Stever responds:

I think the reason it is not mentioned in Revelation is because when Christ ascended on the first day of the week He took "Captivity Captive" with Him to Heaven, and cleared Abraham's bosom out.

There was no need for it once He took care of the sin problem.

God bless,

Stever :-D



does this mean you think Abraham's bosom and heaven are 2 different places? :-?

to me it seems if the 2 were the same it would be obvious. or maybe i'm missing something? :-?


_________________
Farai Bamu

 2006/6/6 14:50Profile









 Re:

Quote:

IRONMAN wrote:
bro Stever

you said:
Quote:

Stever wrote:
IRONMAN POSTED:
well if abraham's bosom is heaven, it's certainly not referred to as such in the revelation for instance which leads me to believe that heaven and abraham's bosom are 2 different places.

Stever responds:

I think the reason it is not mentioned in Revelation is because when Christ ascended on the first day of the week He took "Captivity Captive" with Him to Heaven, and cleared Abraham's bosom out.

There was no need for it once He took care of the sin problem.

God bless,

Stever :-D



does this mean you think Abraham's bosom and heaven are 2 different places? :-?

to me it seems if the 2 were the same it would be obvious. or maybe i'm missing something? :-?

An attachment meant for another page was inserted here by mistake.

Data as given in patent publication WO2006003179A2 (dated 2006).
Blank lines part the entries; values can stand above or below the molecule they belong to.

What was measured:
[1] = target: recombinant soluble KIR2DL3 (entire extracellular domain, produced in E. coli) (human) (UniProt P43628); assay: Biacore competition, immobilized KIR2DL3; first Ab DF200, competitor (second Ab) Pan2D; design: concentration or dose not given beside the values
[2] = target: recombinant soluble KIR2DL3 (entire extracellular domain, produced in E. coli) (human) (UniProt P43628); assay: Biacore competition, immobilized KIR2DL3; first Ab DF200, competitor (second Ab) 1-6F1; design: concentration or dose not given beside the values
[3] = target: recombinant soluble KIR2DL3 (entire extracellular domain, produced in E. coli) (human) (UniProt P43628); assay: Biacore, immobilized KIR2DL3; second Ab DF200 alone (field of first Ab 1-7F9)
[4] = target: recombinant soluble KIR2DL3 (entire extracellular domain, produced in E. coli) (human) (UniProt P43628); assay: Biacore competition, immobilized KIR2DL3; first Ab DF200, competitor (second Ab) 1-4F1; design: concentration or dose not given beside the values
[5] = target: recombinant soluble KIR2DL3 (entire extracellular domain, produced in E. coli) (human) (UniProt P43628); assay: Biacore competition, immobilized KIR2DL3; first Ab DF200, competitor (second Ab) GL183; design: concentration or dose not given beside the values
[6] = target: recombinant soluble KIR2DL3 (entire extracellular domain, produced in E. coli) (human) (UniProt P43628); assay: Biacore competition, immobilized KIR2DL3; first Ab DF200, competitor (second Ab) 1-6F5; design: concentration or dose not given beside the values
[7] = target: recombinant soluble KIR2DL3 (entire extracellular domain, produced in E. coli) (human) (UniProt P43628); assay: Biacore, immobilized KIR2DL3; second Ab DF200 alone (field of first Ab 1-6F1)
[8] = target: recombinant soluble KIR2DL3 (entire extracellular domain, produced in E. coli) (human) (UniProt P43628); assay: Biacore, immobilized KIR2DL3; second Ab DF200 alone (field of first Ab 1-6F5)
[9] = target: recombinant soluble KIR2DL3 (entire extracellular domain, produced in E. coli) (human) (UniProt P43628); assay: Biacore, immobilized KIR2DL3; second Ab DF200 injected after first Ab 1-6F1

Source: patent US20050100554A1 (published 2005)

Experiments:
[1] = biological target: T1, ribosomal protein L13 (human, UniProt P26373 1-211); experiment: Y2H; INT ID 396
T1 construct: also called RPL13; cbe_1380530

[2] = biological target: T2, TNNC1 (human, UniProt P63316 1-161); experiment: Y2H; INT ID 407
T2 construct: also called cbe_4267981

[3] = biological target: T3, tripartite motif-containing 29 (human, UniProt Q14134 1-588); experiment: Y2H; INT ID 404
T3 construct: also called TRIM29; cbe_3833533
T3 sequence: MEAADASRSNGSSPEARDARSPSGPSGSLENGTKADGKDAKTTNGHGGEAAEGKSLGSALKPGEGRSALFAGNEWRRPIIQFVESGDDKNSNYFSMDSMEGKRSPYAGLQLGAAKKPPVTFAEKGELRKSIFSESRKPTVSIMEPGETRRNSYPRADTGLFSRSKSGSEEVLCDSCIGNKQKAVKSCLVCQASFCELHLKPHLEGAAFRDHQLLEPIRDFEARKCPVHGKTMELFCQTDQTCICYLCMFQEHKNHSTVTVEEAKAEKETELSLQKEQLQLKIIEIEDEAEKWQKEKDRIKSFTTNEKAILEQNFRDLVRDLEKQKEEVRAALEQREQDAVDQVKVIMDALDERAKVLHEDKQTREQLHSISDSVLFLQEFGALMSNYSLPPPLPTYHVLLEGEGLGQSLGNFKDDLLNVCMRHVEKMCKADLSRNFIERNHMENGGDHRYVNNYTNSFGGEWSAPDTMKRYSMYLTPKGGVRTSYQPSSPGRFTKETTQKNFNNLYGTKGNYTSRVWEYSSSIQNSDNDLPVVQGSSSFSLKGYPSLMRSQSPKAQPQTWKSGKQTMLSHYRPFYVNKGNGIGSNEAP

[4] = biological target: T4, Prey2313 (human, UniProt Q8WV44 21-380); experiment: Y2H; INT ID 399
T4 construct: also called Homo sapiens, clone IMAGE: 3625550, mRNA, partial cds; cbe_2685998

xxxxxxxxxxxxxxxxx
Stever's response to IRONMAN:

Abrahms bosom was referred to as Paradise in ancient Judaism. Christ told the theif on the cross that "today you will be with me in paradise", meaning Abrahams Bosom.

Today, Abrahams bosom has been emptied, and now Heaven is referred to as "Paradise"
2 Cor 12:
"3. And I knew such a man, (whether in the body, or out of the body, I cannot tell: God knoweth;)
4. How that he was caught up into paradise, and heard unspeakable words, which it is not lawful for a man to utter.
5. Of such an one will I glory: yet of myself I will not glory, but in mine infirmities."

Christ refers to this place (Paradise) in Revelation as a place where believers and God are together:
7. He that hath an ear, let him hear what the Spirit saith unto the churches; To him that overcometh will I give to eat of the tree of life, which is in the midst of the paradise of God.

xxxxxxxxxxxx

In conclusion, there is never again mention of Abrahams bosom after Christ's resurrection from the dead, when he led captivity captive to heaven. Paradise is now synominous with a place where man and God come together,in Heaven.

God bless,

Stever :-D

 2006/6/6 15:16
ccchhhrrriiisss
Member



Joined: 2003/11/23
Posts: 4499


 Re:

Hi Stever...

Quote: